amish tripathi sita warrior

Book 2 of the Ram Chandra series: Sita-Warrior of Mithilia released exactly two years after the release of the first book Scion of Ikshavaku. Author has said to use the hyperlink narrative technique to write the series. So the first three books will start from the beginning and will have a common ending but the story will be told from the three different character’s perspective. These characters are Ram, Sita and Ravan.

All these sounds so exciting and interesting. But when I actually started reading the book Sita: Warrior of Mithila it was like the same story that of Scion of Ikshavaku. Both Ram and Sita were born in bizarre time period and none of them were popular among the masses. It is through sheer character and their benevolent measures that they rose in popularity. Both lives were in danger. And after swayamvar both books had almost the same story line. I seriously feel that there was absolutely no need of two books. Ram and Sita’s stories could have been easily merged into one book. At least it could have saved repetitive.   

I remembered reading Twilight by Stephanie Meyer from Edward’s point of view Midnight Sun. The storyline and plots for both the books Twilight and Midnight Sun were same but details were completely different. Latter was from the point of view of a Vampire. So it was as good as reading a new book. Amish has also tried to do same thing for Scion of Ikshavaku and Sita Warrior of Mithila but both the books appears to be same.

The story line of the third book Raavan – Orphan Of Aryavarta is so predictable now and I guess an analogy could be drawn were rise of Ravan would be similar to rise of Taliban in Afghanistan who were supported by USA in order to curb the rising power of USSR. Here in the third book USA and USSR could be represented by Malayaputras and Vayuputras respectively. Malayaputras supported Ravan in order to control Vayuputras. Now Ravan has become a menace created by the egos of two sage, threatening their own authority. Well it is just a guess.

So coming back to second book, though both the books are written in the similar line but Sita Warrior of Mithila is better plotted then Scion of Ikshavaku. The scenes and episodes are interesting to read though the similarity couldn’t be overlooked. Character of Sita also develops much better than that of Ram. In Scion of Ikshavaku, Ram has been seen obsessed with laws and rules and it was tiring to read. But Sita is more liberal and open to various philosophies and theories. Her character is far more balanced and impressive than that of Ram’s.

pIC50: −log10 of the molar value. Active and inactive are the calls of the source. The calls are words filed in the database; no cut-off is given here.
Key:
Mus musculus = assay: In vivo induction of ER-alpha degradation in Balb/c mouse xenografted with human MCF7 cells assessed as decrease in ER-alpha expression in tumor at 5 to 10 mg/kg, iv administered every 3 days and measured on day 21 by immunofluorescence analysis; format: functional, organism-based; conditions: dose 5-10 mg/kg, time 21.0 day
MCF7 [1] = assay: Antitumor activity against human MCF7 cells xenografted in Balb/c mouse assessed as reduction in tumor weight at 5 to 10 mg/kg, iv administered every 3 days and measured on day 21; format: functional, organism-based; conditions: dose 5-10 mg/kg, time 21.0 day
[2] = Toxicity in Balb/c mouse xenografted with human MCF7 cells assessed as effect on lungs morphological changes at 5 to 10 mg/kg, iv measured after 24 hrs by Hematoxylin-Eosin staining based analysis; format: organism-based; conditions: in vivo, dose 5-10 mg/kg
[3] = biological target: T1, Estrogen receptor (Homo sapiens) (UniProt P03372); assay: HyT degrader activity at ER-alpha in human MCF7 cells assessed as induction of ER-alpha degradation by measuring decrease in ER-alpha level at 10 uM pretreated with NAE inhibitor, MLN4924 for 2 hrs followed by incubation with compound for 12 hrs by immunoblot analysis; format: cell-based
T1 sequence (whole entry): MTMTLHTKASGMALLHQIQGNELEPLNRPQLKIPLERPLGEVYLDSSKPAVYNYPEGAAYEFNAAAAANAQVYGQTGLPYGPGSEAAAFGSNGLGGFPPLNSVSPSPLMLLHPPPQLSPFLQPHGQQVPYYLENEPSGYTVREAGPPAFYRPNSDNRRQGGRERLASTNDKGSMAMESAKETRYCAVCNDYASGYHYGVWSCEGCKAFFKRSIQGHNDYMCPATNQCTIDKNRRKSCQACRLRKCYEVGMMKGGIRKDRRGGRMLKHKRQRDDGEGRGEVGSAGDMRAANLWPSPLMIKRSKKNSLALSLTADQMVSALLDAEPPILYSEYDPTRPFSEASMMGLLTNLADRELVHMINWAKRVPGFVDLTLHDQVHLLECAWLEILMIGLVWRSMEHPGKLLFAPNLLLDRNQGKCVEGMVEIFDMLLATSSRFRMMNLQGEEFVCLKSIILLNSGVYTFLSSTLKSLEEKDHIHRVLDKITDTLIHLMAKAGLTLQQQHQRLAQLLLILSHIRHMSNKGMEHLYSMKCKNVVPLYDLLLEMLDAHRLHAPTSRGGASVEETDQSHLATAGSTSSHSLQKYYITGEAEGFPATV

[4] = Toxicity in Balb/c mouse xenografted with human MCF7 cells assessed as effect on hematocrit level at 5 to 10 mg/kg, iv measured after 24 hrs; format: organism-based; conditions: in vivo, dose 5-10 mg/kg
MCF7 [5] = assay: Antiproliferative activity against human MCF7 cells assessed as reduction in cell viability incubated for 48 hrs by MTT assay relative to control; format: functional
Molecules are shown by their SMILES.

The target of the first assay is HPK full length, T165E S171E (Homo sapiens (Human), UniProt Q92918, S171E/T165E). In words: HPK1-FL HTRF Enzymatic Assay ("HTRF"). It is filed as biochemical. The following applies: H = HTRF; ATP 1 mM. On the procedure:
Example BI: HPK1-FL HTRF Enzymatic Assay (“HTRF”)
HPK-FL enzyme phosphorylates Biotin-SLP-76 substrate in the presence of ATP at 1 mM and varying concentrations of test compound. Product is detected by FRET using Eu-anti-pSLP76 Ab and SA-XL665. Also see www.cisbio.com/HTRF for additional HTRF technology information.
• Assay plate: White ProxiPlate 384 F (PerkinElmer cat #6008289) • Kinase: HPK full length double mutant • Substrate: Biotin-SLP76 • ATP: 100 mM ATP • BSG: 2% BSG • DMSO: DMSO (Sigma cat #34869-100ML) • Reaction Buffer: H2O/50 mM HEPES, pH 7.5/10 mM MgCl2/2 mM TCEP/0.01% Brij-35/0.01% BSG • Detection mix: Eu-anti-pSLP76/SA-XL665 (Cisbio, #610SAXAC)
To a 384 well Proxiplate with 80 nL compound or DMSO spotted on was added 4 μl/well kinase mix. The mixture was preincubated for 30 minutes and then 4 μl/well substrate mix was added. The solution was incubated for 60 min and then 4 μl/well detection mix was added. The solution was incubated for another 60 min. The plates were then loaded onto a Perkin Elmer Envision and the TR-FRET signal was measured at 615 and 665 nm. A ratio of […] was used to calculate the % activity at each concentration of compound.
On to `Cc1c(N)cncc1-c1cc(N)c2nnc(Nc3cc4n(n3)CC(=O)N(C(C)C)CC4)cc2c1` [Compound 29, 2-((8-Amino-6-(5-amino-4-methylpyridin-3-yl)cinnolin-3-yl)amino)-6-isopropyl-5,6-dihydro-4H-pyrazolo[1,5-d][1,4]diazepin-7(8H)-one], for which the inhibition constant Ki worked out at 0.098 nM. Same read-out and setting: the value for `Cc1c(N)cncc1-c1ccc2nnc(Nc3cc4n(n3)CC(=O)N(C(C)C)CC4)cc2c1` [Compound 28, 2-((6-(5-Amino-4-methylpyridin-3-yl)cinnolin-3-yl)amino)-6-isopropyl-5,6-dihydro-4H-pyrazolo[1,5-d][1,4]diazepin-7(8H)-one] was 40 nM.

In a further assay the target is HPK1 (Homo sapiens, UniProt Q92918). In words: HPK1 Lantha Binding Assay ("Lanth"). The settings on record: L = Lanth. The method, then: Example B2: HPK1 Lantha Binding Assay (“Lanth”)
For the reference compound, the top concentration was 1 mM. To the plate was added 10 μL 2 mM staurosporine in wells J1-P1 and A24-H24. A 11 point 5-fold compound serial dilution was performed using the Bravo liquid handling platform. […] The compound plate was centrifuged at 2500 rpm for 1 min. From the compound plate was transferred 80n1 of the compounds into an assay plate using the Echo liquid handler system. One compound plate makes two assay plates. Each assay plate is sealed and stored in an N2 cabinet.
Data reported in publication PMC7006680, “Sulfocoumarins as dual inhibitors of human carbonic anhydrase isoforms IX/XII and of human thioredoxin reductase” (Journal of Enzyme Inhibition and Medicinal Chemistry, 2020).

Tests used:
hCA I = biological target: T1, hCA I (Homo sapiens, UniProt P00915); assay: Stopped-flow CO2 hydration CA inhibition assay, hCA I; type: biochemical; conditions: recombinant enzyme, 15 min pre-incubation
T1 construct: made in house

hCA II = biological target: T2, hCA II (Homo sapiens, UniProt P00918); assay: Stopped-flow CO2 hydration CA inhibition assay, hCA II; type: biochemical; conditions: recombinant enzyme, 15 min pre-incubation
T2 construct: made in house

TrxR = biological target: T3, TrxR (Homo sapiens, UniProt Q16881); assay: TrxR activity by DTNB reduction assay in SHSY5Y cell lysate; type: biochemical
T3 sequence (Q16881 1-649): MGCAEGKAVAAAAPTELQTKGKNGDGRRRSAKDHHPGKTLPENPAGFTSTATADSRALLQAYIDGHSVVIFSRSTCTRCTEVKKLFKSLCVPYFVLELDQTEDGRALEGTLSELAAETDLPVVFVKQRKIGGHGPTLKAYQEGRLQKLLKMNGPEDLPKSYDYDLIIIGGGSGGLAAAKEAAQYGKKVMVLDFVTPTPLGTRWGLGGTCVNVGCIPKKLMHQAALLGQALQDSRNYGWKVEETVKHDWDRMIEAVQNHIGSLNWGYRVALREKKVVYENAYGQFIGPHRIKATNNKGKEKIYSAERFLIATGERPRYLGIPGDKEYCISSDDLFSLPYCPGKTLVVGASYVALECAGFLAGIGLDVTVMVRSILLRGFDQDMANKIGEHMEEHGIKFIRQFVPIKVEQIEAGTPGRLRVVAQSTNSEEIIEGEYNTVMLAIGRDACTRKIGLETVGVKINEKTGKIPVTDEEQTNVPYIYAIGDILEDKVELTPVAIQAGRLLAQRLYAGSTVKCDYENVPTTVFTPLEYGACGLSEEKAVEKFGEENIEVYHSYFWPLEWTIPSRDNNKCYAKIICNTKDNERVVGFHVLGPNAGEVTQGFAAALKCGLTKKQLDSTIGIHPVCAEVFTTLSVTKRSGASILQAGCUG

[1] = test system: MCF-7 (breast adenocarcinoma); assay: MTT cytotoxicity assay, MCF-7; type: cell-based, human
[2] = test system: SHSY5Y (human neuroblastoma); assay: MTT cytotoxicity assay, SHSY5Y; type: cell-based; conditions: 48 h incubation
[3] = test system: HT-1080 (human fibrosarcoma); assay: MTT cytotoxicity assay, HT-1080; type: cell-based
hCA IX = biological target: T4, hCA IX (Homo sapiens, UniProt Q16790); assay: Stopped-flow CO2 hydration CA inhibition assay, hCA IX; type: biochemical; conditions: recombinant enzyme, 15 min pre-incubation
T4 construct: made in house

Amish in lieu to make Sita’s character strong had completely sidelined or weaken other characters like that of Janak, Urmila and Guru Vishwamitra. Janak acted like a retired philosophical king, Urmila as a weak sibling and Vishwamitra like an ordinary sage. In fact arguments which Ram gives to Sita for not following him in forest in Ramcharitmanas were given to Urmila by Sita. Sometimes I fail to connect with Sita’s character. Her alliance to Ram seems to be her masterplan and not a coincidence, so were her meetings with Ram before marriage. Everything was planned.

Sita’s character in our epic is in no way weak or docile or homely. I think it is a misinterpretation of her character. Tulsidas’s Sita has a will of steel which even Ravan find it difficult to budge and a mind of her own. She single-handedly raised two children and took her own decisions. Sita is no way weak. Amish has added one extra feature of skilled warrior in her character. 

I failed to understand the time period the book follows. Why on Earth, Amish kept using the terms like India, surgical strike, Hans for Hanuman, Vyomkesh, the fictional detective. Com’on give me a break now. The author could have easily set his Ramayana in modern times if he is so keen to introduce these terms or current burning issues in his novel. Then it could have been more relevant.

The Verdict:

It might be a well written book but personally, Amish’s Ramayana as a whole fails to impress. I just couldn’t connect with the story line. For me Ramayana is all about warmness and love and family bonding and relationship. This is the real essence of Ramayana which is clearly missing in Amish version of Ramayana.  There were some touching scenes in the book but they were like oasis in the dessert.

Amish’s formula of writing fantasy tales of mythological characters worked very well in case of Shiva Trilogy but the magic lacks in Ram Chandra series as original Ramayana is perfectly etched in the mind and heart of people and Amish’s crappy imagination doesn’t arouse similar feelings.




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Ritu Mantri

Ritu is an avid book reader. She also reviews books and have reviewed around 200+ books till date. Her target is to finish 1000 books.

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